General Motors continues to develop and improve its Ultium battery system and Ultium Drive family of drive units and motors. The automaker is finding new ways to increase efficiency and range and is now claiming that it will have Ultium electric vehicles (EVs) capable of up to 724 km of driving range on a single charge.

Some of those efficiencies come directly from the chemistry in the cells themselves. The Ultium cells use a state-of-the-art nickel, cobalt, and manganese aluminum chemistry that slashes cobalt content by more than 70 per cent. The chemistry helps range and cost, delivering 60 per cent more capacity per cell than those used in the Chevrolet Bolt EV.

The cells are also better for the environment, GM says, as cobalt is one of the elements that is resource-intensive and potentially damaging to mine. Once the new packs are used up, though they should last the life of the vehicle, GM will reuse and refurbish them. Since 2013, the company has recycled 100 per cent of the packs it has gotten back from customers, which includes warranty repairs from vehicles, and GM says most of its current EVs needing a warranty repair are fixed using a refurbished pack.

A new recycling process for scrap from cell manufacturing will capture and recycle up to 100 per cent of all scrap from the process. This includes cobalt, nickel, lithium, and other metals. GM says 95 per cent of it can be used to make new batteries, and that its new recycling process emits 30 per cent less greenhouse gas than prior processes. While much of the recycled metal will re-enter the industry stream, key battery materials, including lithium and cobalt, will go straight back into GM's battery production system, taking the place of virgin materials.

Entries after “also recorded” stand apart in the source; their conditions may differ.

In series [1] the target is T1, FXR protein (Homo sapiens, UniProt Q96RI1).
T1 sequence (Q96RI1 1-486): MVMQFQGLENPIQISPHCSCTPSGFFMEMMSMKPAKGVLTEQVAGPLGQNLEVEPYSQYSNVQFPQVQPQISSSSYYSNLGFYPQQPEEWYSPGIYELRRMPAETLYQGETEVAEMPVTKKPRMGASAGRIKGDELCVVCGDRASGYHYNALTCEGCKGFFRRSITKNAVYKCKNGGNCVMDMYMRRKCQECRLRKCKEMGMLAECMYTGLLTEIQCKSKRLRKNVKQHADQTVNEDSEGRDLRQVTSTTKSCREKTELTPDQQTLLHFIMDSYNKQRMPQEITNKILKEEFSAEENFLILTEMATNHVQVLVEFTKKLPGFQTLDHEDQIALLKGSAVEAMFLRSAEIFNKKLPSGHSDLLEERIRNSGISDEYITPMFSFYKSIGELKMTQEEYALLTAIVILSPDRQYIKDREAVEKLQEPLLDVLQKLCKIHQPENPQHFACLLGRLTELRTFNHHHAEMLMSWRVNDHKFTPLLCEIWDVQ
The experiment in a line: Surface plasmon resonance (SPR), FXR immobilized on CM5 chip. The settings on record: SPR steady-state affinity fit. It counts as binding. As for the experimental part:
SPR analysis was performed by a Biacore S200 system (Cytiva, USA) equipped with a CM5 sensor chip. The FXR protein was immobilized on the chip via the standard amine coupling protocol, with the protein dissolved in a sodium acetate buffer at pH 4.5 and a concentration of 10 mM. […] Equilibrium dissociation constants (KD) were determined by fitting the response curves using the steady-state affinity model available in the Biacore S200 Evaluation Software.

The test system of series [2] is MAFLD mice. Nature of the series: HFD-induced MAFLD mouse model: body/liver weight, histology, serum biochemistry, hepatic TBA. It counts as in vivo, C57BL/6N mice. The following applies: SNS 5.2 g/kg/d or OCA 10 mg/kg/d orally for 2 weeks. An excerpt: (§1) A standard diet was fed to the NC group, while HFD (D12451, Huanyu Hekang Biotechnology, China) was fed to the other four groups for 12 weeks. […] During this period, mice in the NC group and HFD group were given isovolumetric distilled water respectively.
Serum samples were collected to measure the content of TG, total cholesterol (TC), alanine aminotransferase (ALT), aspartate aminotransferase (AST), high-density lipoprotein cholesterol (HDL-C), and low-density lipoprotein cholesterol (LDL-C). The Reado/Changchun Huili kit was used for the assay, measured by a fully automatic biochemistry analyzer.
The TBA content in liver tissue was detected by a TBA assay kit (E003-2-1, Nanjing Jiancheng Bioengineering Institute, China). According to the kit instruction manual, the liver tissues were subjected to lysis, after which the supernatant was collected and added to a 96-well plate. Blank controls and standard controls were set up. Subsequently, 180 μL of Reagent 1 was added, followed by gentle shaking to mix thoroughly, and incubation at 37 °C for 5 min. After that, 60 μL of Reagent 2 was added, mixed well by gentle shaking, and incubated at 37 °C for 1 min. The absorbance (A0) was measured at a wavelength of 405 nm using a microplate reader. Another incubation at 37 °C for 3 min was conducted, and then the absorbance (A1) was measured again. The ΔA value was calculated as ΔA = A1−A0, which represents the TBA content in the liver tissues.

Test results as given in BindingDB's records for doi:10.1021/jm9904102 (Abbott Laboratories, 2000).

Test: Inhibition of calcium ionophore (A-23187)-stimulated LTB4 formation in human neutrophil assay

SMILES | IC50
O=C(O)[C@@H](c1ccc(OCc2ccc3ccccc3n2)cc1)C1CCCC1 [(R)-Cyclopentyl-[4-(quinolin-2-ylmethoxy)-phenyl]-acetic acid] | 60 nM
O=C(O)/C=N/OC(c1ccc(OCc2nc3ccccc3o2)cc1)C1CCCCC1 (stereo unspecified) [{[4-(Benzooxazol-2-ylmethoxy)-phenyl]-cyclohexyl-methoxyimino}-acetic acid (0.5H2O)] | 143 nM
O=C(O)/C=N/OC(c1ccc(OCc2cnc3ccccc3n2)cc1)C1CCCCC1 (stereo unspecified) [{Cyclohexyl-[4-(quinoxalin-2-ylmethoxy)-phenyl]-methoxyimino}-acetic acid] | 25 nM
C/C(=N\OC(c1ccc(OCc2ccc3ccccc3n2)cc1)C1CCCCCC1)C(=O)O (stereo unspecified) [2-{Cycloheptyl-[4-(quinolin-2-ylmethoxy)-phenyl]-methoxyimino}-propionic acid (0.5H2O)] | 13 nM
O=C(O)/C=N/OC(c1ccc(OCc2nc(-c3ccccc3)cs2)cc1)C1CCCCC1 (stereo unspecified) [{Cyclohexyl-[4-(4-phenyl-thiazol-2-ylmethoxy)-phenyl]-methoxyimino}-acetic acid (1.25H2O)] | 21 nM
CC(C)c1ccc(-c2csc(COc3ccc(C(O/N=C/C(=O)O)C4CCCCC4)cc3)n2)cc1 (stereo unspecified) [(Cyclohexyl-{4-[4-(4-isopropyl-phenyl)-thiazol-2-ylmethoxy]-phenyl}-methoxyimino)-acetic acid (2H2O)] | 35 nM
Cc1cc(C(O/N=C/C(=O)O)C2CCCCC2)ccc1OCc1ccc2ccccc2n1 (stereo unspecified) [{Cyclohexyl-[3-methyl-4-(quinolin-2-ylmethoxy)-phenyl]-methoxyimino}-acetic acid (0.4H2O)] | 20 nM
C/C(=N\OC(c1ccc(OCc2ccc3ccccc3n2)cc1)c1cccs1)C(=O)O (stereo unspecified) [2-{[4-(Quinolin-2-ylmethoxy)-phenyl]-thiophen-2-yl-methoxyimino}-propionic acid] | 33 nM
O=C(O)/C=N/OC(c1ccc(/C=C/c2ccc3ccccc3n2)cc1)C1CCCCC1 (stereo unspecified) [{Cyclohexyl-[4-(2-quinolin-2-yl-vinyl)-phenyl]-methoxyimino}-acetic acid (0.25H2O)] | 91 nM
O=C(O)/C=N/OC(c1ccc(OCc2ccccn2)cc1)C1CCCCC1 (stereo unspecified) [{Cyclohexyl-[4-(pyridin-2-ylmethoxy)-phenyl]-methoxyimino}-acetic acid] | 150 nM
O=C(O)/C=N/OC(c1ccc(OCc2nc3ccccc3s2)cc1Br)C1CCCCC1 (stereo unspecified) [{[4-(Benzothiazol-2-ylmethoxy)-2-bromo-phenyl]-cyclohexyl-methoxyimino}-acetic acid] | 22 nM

Modular packs, which can be added to Ultium vehicles stacked vertically as well as horizontally, make it easier to reuse or recycle. Only the affected pack (and module) need to be repaired or refurbished, not necessarily the entire component.

For efficiencies outside of the cells, GM is launching what it calls "almost completely wireless battery management." The company says it will be the first automaker to bring to production the new technology that reduces the number of wires in the pack up to 90 per cent. Doing this creates lighter vehicles, adds room for more cells, and lets the company bring new models to market more quickly, as there is no need for complex new wiring schemes for each vehicle. The system can also be updated over the air and also reduces the number of possible failure points inside the pack, which should improve reliability.

The next step is for the first Ultium-powered vehicles to hit the road. The first model is expected to be the GMC Hummer EV, which GMC says will become available this fall in Edition 1 trim.